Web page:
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POETRY IN TRANSLATION (CCXXXIX): Giuseppe Gioacchino BELLI, (1791 – 1863), Italian Poet of Trastevere Dialect, “Er mortorio de Leone Duodescimosiconno”, “The Funeral of Pope Leo XII”, “Papa Ludovic XII”

December 16th, 2013 · No Comments · International Media, PEOPLE, Poetry, quotations, Translations

POETRY IN TRANSLATION (CCXXXIX): Giuseppe Gioacchino BELLI, (1791 – 1863), Italian Poet of Trastevere Dialect, “Er mortorio de Leone Duodescimosiconno”, “The Funeral of Pope Leo XII”, “Papa Ludovic XII”

Pope Leo XII

Pope Leo XII

Giuseppe Gioacchino BELLI, (1791 – 1863),
Er mortorio de Leone Duodescimosiconno

Jerzera er Papa morto c’è ppassato
propi’avanti, ar cantone de Pasquino.
Tritticanno la testa sur cuscino
pareva un angeletto appennicato.
Vienivano le tromme cor zordino,
poi li tammurri a tammurro scordato:
poi le mule cor letto a bbardacchino
e le chiave e ’r trerregno der papato.
Preti, frati, cannoni de strapazzo,
palafreggneri co le torce accese,
eppoi ste guardie nobbile der cazzo.
Cominciorno a intoccà ttutte le cchiese
appena uscito er morto da palazzo.
Che gran belle funzione a sto paese!

Source: http://www.almaclassics.com/excerpts/bellisonnets.pdf

Giuseppe Gioacchino BELLI, (1791 – 1863),
Trastevere dialect Poet
The Funeral of Pope Leo XII

Last night the late great Pope went cruising by
Pasquino’s corner, right in front of us,
head nodding on a bed of fluffiness
just like an angel kipping on the sly;
and then the muted buglers came on down,
and drummers drumming with a muffled din,
and mules to haul the mighty baldaquin,
and then the papal keys and papal crown;
friars and priests, and next a clapped-out gun,
and grooms who held aloft their flaming tapers,
and then those bloody guardsmen on display.
The bells of all the churches tolled as one
the moment that the corpse went on its way…
This country has such entertaining capers

Source: http://www.almaclassics.com/excerpts/bellisonnets.pdf

Giuseppe Gioacchino BELLI, (1791 – 1863),
Poet Trasteverin
Papa Ludovic XII

Aseară, Papa Ludovic plecat-a,
într-un cosciug, pornind pe cal-eternă,
un corp lungit pe aşternut de pernă,
părând un înger aţipind agale,
în cântec de trompete şi de tobe,
marcând un ritm domol, de imn funebru,
purtat, fiind, de cardinali în robe,
în straie amintind de Sfântul Petru.
Popi şi călugari, lâng-un tun vetust,
şi halebardieri în coif de-aramă,
păşesc, într-un costum de mare gală…
iar clopotele sună-n campanile,
marcând accentul marşului funebru:
Italia iubeşte-un pic de dramă!

Rendered in Romanian by Constantin ROMAN
© 2013, Copyright Constantin ROMAN, London

Giuseppe Joacchino BELLI (1791-1863)  (Poet Italian de expresie Trasteverină)

Giuseppe Joacchino BELLI (1791-1863) (Poet Italian de expresie Trasteverină)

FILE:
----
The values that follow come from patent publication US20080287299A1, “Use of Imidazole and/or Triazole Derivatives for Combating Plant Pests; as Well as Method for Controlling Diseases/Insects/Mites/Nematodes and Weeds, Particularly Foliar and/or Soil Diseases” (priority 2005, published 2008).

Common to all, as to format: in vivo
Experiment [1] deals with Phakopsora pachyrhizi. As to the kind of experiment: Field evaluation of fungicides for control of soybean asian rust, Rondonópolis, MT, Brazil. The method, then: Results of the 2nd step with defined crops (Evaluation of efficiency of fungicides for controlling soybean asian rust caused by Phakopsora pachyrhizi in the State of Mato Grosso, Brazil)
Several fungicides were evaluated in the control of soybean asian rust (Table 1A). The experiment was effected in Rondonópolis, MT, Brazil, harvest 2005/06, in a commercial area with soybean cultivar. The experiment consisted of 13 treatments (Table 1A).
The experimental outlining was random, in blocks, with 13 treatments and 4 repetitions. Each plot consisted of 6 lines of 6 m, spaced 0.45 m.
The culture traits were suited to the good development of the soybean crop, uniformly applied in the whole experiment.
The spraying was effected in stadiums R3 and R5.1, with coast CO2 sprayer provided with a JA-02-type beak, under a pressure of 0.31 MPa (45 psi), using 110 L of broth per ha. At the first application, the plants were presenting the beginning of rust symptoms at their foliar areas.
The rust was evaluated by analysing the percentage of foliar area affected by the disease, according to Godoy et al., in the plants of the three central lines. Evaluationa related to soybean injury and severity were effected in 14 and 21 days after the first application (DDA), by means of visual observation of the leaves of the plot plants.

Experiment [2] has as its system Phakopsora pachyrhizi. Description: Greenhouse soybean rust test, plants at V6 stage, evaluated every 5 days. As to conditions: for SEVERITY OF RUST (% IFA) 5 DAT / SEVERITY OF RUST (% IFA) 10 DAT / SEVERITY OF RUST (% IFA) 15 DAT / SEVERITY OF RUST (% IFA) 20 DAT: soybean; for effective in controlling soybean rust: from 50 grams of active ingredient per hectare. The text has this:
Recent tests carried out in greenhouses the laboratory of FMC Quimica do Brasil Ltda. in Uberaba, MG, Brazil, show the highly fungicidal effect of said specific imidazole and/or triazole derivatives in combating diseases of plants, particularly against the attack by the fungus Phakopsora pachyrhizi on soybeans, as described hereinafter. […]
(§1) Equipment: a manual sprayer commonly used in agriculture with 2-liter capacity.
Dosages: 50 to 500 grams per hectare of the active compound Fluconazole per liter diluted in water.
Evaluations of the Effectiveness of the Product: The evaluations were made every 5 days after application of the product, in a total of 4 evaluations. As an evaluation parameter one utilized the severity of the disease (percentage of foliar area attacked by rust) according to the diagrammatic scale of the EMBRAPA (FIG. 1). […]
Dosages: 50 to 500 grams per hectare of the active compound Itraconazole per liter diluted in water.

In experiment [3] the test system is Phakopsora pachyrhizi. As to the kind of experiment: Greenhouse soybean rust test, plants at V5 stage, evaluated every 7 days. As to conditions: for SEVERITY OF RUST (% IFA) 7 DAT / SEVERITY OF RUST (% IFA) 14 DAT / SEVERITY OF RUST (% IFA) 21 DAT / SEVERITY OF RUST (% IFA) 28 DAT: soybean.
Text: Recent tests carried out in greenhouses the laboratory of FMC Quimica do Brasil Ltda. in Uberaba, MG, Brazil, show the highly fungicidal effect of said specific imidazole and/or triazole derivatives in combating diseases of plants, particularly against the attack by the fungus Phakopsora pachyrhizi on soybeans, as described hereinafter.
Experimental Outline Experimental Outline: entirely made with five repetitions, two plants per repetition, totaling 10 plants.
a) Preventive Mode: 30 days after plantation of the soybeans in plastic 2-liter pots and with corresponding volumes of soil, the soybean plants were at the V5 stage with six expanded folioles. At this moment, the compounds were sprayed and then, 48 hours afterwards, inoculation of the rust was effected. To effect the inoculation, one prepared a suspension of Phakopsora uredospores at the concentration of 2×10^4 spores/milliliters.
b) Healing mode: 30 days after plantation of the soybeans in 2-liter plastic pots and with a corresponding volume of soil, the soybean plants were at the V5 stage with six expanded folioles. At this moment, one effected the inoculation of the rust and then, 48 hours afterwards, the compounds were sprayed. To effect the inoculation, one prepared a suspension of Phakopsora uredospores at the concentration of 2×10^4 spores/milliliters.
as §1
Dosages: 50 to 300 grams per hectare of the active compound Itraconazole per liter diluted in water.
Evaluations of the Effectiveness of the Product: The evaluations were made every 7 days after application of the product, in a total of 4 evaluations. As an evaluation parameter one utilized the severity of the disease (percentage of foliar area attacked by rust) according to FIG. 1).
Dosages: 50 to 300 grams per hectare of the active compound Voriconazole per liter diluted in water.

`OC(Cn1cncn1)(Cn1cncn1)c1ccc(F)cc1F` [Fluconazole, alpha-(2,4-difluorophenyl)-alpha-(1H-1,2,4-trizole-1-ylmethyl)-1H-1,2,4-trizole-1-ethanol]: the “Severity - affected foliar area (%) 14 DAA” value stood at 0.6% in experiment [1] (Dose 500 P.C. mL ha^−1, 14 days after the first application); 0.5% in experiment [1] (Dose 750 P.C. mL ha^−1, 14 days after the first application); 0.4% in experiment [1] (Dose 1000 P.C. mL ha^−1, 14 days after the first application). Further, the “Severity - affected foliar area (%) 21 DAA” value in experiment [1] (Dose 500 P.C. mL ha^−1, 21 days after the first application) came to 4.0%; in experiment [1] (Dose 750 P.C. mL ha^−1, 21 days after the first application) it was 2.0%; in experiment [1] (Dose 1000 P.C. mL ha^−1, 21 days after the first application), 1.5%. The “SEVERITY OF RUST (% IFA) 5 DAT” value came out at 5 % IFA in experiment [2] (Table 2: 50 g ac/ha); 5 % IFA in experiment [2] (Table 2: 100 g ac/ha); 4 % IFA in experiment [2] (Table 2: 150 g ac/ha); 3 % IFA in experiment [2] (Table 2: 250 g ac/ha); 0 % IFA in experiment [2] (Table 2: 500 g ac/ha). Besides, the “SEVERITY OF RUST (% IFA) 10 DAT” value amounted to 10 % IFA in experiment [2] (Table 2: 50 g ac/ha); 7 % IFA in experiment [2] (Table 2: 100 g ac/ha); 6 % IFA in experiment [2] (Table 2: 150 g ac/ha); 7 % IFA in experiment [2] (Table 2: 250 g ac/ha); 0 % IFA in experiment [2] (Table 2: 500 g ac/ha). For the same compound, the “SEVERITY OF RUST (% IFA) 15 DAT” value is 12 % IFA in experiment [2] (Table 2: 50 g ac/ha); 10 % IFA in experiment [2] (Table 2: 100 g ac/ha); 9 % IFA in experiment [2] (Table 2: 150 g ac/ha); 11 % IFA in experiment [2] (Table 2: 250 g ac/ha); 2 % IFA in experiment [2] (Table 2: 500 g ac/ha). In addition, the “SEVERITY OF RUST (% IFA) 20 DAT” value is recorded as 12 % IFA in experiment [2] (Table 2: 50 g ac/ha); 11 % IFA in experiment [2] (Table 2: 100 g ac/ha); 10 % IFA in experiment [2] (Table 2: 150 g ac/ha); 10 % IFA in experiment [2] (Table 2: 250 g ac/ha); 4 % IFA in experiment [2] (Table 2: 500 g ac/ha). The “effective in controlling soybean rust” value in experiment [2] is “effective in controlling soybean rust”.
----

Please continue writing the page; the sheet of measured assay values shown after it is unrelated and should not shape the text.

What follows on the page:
SHORT BIO NOTE: BELLI is mainly remembered for his vivid popular poetry in the Roman dialect. He produced some 2,279 sonnets that form an invaluable document of the 19th century’s papal Rome and the life of its common people. They were mainly composed in the period 1830–1839. Belli kept them largely hidden, apart from his famous recitals before friends such as Charles Augustin Sainte-Beuve and Nikolai Gogol and, just before his death, asked his friend Monsignor Vincenzo Tizzani to burn them. Fortunately, the prelate gave them back to Ciro Belli, who when first publishing a selection of them in 1866, severely edited in order not to offend the taste of the time.
The most striking characteristics of Belli’s sonnets are the overwhelming humour and the sharp, relentless capability of satirization of both common life and the clerical world that oppressed it. Some of the sonnets, moreover, show a decided degree of eroticism. Although replete with denunciations of the corruption of the world of the Roman Church, and of the 19th century Rome in general, Belli’s poems has been defined as “never impious”. His verse is frequently obscene, reflecting the exuberant vulgarity and acerbic intuitions of the local world whose language he employed, but is always phrased with an acute technical mastery of rhythm within the difficult formal structures of the Petrarchan sonnet, and by a sense of realism which was rarely matched in the poetical production of Europe, until the emergence of raw realism with Émile Zola and James Joyce.
A selection of Belli’s sonnets were translated into English by Anthony Burgess
, who employed a rough slang tinged with Lancastrian as a stand-in for Belli’s Roman dialect. These translations appear in the novel ABBA ABBA, which deals with a fictional encounter between Belli and John Keats. Belli’s works have also been translated by the poet Harold Norse.
Among other English translators of Belli’s work are Peter Nicholas Dale, William Carlos Williams, and Eleonore Clark.

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